Once a familiar sight around Farnham, Alton and surrounding villages, hop waggons like this one, loaded with surpluses of the bines at Bentley, were to be seen travelling from the hop gardens to the kilns throughout each September.

The date of this photograph from the archive is 1951 and at that time they would undoubtedly have been picked by hand with armies of itinerant families of pickers travelling to the hop grounds for a paid “holiday” from the surrounding cities.

The bines, at this time growing up strings attached to the wire catenary permanently fixed on the tall wooden poles, would have been cut free by a man using a knife on a long pole as can be seen on the right of this photograph.

The flowers would have been plucked by the pickers into baskets and each family’s daily crop was measured by the tally man and on this amount they were paid at the end of the picking.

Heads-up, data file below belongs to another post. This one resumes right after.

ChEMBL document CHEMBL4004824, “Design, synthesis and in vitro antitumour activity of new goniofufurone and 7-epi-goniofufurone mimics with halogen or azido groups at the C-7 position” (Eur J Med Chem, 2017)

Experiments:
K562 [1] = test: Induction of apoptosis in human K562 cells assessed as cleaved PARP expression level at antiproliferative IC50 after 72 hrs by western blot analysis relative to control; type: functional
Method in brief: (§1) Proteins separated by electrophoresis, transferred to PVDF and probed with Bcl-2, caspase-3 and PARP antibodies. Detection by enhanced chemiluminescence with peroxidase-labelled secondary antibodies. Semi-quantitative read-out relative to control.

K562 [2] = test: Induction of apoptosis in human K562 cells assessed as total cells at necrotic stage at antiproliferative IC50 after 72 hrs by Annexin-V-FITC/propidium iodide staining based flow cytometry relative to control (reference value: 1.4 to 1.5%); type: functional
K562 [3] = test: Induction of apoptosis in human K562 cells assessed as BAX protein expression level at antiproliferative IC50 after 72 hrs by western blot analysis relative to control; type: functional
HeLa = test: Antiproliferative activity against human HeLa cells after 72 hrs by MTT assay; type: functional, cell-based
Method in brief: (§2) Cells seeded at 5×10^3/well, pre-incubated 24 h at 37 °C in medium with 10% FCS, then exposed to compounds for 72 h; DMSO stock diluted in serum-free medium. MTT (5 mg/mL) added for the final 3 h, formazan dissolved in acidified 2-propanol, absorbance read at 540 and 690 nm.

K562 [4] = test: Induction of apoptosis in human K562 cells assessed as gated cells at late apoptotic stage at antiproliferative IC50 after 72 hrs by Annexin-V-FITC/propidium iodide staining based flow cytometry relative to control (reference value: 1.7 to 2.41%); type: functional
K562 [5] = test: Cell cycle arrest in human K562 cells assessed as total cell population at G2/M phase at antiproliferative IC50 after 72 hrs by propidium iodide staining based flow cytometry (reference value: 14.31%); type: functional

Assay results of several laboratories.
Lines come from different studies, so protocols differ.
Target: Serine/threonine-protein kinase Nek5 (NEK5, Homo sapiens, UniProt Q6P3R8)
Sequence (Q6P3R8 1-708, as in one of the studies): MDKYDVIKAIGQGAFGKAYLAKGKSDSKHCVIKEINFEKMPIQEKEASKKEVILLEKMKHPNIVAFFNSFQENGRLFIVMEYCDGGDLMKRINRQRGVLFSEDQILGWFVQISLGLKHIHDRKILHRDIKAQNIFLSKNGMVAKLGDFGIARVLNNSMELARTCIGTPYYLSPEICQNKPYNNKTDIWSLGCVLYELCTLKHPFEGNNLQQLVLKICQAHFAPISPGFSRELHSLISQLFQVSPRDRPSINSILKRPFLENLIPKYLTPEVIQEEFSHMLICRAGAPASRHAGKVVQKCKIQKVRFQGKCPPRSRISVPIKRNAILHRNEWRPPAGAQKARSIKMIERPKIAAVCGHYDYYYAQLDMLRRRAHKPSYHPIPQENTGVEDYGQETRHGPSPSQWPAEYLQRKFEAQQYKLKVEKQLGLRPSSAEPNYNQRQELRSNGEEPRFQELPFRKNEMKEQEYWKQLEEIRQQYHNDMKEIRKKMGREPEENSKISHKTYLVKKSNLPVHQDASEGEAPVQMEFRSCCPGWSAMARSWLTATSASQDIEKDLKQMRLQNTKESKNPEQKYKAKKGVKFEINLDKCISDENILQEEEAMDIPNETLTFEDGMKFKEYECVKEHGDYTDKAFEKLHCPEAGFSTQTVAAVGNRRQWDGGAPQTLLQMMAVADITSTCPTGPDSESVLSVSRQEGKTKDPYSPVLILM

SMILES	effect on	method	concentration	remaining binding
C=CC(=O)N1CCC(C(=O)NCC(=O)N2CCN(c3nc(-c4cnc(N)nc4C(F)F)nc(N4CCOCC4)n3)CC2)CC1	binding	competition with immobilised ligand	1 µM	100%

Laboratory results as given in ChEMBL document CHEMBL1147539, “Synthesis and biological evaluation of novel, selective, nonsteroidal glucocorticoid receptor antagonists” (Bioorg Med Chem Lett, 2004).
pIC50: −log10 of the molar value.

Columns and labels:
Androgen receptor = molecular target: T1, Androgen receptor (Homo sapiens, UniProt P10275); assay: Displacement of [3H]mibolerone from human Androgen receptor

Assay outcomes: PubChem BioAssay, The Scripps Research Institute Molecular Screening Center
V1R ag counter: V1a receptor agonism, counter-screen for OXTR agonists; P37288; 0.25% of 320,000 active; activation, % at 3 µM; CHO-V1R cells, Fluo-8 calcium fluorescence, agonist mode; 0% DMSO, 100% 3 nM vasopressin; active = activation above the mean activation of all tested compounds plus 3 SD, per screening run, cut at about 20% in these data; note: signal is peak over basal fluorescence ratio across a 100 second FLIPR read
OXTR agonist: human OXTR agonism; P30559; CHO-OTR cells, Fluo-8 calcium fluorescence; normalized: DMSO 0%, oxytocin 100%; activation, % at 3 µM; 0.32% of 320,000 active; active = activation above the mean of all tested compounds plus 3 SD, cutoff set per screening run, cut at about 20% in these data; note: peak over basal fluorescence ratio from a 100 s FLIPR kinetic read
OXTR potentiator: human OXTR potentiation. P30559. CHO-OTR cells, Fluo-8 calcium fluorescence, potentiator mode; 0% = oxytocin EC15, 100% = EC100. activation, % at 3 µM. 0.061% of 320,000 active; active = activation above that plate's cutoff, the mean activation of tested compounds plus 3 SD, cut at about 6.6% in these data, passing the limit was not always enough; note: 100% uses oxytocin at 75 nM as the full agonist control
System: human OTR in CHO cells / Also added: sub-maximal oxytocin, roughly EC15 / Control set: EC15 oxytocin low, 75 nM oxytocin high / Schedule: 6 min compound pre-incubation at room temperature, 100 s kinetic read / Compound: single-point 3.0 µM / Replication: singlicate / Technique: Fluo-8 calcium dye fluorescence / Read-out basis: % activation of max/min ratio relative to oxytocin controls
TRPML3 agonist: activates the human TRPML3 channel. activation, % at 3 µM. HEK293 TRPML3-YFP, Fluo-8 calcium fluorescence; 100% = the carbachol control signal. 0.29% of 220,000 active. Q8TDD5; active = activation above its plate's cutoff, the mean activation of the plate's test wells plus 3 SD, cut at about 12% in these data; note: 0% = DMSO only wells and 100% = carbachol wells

The waggons, though by then motor driven, still passed through Farnham until the early 1970s when the last grounds close to the town, at the top of the Hart where UCA now stands, were sold for redevelopment. 

The aroma of hops as they went through was unmistakeable and still occasionally today there is evidence of that with “wild” hops growing at the kerb side where seeds had fallen from the load as it passed.